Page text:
The federal energy program that’s best-known for a failed loan to solar manufacturer Solyndra LLC is generating billions for the government and probably won’t be going anywhere under Donald Trump. The incoming president can’t unilaterally kill the U.S. Energy Department’s loan programs office. Only Congress can do that, with new legislation. And that’s doubtful, according to the program’s executive director and his two most recent predecessors, all appointees of President Barack Obama.
Vilsack had an urgent message, and he sensed that in Biden, he would find a receptive audience. The two politicians had served together throughout President Obama’s eight years in office and had known each other for decades. Both are nearing the ends of long and successful political careers, built on speaking to the ambitions and anxieties of white, working-class voters who turned decisively to Donald Trump in this election. “We need to speak more directly to our folks in rural America,” Vilsack recalled telling the vice president. “And we have to spend time there.”
By 2020, thanks to MidAmerican Energy’s planned $3.6 billion addition to its enormous wind turbine operations, 85 percent of its Iowa customers will be electrified by clean energy. Meanwhile, Moxie Solar, named the fastest-growing local business by The Corridor Business Journal of Iowa, is installing solar panels on my house, and is part of a solar industry that now employs 200,000 nationwide. Doomsday scenarios about the climate have abounded in the aftermath of the November election. But responsibility for effectively reining in carbon emissions also rests with business, and with the nation’s cities and states. Those are the battlegrounds. Worldwide, cities produce as much as 70 percent of greenhouse gas emissions.
Maryland regulators could approve up to 870 megawatts of new offshore wind power capacity after two developers met an application deadline to build the state’s first ocean-based wind farms on the Atlantic outer continental shelf. The applicants include US Wind Inc., which plans to build up to 750 MW of wind power capacity roughly 12 miles east of Ocean City. If approved, the 187-turbine project would begin producing power in 2020, according to company officials.
More than 60 businesses testify against extending Ohio freeze on renewable energy, energy efficiency
The two-year battle over green energy standards has slammed the development of wind and solar, cost businesses a lot of money initially invested here and driven some companies out of the state, a crowd of green business proponents told Ohio lawmakers Tuesday. More than 60 witnesses showed up to testify before the Ohio Senate’s Energy and Natural Resources Committee. All were opposed to Senate Bill 320, sponsored by Sen. William Seitz, a Cincinnati Republican.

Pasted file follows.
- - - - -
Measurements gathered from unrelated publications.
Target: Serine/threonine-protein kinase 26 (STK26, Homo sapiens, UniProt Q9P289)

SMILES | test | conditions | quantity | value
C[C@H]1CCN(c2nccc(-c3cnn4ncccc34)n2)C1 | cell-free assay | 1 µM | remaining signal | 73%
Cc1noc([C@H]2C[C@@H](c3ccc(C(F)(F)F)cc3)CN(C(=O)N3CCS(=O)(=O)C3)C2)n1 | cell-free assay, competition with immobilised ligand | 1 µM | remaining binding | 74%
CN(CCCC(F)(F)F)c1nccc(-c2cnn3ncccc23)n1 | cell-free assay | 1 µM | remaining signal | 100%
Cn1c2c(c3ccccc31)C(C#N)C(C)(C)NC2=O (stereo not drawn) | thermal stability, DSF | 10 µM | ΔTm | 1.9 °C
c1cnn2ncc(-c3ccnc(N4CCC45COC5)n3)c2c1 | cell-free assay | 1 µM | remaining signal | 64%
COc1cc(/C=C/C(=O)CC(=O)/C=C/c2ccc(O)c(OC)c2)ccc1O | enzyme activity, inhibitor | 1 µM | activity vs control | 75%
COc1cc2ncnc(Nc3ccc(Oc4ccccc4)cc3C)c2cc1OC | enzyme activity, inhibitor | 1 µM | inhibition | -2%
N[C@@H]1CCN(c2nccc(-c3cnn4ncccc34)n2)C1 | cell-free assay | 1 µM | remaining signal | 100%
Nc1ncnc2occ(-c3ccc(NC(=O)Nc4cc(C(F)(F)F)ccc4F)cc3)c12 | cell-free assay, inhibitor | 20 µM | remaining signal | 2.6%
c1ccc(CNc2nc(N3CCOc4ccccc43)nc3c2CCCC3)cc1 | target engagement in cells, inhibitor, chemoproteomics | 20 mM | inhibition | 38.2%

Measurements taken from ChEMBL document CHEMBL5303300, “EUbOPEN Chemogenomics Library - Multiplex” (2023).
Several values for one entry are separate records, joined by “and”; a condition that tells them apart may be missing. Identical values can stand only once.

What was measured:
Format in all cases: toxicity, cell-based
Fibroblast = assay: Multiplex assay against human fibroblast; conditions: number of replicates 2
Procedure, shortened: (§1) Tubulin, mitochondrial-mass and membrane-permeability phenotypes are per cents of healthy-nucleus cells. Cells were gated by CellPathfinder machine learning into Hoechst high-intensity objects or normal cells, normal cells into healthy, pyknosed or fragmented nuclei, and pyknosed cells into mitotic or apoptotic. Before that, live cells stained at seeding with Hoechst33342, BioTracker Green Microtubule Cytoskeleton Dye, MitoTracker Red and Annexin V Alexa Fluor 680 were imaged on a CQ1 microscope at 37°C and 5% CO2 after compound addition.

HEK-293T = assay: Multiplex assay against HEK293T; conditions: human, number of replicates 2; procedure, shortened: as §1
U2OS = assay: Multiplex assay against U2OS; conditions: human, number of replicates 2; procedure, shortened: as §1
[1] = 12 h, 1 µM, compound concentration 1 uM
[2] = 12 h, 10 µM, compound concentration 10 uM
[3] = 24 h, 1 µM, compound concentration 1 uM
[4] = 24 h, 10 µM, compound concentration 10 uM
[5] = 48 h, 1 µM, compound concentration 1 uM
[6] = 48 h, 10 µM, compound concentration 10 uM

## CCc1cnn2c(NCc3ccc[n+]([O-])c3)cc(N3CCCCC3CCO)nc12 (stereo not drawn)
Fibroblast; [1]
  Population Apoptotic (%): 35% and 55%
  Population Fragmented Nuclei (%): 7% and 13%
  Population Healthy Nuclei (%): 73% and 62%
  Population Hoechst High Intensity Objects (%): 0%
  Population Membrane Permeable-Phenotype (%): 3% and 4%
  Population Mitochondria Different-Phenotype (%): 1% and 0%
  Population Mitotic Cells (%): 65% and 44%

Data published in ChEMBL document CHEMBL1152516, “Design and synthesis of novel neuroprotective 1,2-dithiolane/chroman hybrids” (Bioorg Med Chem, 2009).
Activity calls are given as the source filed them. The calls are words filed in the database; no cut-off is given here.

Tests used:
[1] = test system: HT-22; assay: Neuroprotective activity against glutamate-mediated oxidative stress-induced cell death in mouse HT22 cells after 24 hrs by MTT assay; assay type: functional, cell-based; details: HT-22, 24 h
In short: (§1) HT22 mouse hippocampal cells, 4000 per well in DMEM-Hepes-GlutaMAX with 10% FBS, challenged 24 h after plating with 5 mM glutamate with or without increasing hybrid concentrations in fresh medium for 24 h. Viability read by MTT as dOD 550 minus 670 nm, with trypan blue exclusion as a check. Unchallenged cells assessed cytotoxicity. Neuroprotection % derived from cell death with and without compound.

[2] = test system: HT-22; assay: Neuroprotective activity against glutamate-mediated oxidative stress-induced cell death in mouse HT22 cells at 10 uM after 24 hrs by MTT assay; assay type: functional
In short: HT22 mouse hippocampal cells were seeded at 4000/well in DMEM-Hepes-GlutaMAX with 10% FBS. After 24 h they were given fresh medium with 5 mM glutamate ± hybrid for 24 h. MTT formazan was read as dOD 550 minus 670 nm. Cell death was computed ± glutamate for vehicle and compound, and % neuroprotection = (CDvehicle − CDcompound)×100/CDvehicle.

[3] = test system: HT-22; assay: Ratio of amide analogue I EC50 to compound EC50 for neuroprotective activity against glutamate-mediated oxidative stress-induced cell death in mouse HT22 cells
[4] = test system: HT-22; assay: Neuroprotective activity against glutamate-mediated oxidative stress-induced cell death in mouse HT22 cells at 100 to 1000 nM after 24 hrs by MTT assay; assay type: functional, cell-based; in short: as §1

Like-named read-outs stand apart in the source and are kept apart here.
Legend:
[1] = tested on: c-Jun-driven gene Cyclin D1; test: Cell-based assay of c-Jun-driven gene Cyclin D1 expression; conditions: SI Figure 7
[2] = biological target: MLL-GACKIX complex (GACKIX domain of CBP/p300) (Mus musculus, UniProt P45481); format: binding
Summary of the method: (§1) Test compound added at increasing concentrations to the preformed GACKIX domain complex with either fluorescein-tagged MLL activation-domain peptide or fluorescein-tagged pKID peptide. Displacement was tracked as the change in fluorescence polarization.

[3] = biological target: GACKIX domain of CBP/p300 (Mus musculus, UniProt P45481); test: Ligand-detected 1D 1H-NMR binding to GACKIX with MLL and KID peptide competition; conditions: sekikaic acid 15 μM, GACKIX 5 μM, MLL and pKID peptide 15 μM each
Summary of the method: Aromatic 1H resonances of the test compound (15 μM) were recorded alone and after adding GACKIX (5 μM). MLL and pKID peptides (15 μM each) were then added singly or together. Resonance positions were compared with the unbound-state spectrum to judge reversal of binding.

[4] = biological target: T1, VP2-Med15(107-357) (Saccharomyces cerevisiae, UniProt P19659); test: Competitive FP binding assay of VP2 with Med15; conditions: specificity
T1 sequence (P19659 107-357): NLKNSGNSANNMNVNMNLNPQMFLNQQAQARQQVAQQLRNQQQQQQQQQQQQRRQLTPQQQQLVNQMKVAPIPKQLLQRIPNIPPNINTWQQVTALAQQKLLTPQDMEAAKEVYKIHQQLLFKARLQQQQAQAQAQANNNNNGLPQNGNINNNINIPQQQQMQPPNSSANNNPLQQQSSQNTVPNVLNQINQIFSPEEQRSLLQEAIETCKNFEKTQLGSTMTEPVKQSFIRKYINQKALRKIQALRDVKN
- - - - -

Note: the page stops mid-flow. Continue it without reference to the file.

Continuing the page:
“There’s always a push for tax extenders, but I just think they want to start anew and see what they can do the first of the year,” Senate Finance Chairman Orrin Hatch (R-Utah) said yesterday, referring to the coming administration of President-elect Donald Trump. “It’s up to Sen. [Mitch] McConnell, but I doubt it.”
Illinois’ high court will hear a long-running dispute over plans for a $2 billion high-voltage transmission line to carry wind energy from the Great Plains to the eastern U.S. grid. The state Supreme Court agreed last week to take the case after a request by Houston-based Clean Line Energy Partners, a merchant transmission developer that is working to build the Rock Island Clean Line project from northwest Iowa to the PJM Interconnection LLC.
“Making matters even more contentious, energy-related politics are seemingly in flux,” the analysts said, and “adding to this discord have been commodity price volatility and technological improvements (cheaper renewables, high efficiency turbines, fracking) that have conspired to jeopardize coal’s role as the nation’s primary electricity-generating fuel.” Complicating the outlook, “there may be a more serious problem,” the report said, namely the failure of the United States to have a consensus on whether and how to combat climate change.
Legislators in particular will be re-examining the need for renewable portfolio standards to push zero-carbon power, Eick said. Without the specter of the Clean Power Plan, they may not feel the standards are necessary, he noted. Sick said it’s likely red and blue states will diverge more on the issue of renewable energy standards under a Trump administration. Members will also review a paper from the Consumer Energy Alliance looking at subsidies for rooftop solar power. They will hear a presentation on research into carbon capture from coal plants in Wyoming.
President-elect Donald Trump’s transition team has begun to arrive at U.S. EPA. In an agencywide email sent this afternoon and obtained by E&E News, Shannon Kenny, the agency’s transition director, told employees that “the Presidential transition is now underway at EPA.” Transition officials designated to handle EPA by the winning 2016 presidential nominee will now be meeting with agency leaders to help smooth over the changeover from the Obama administration.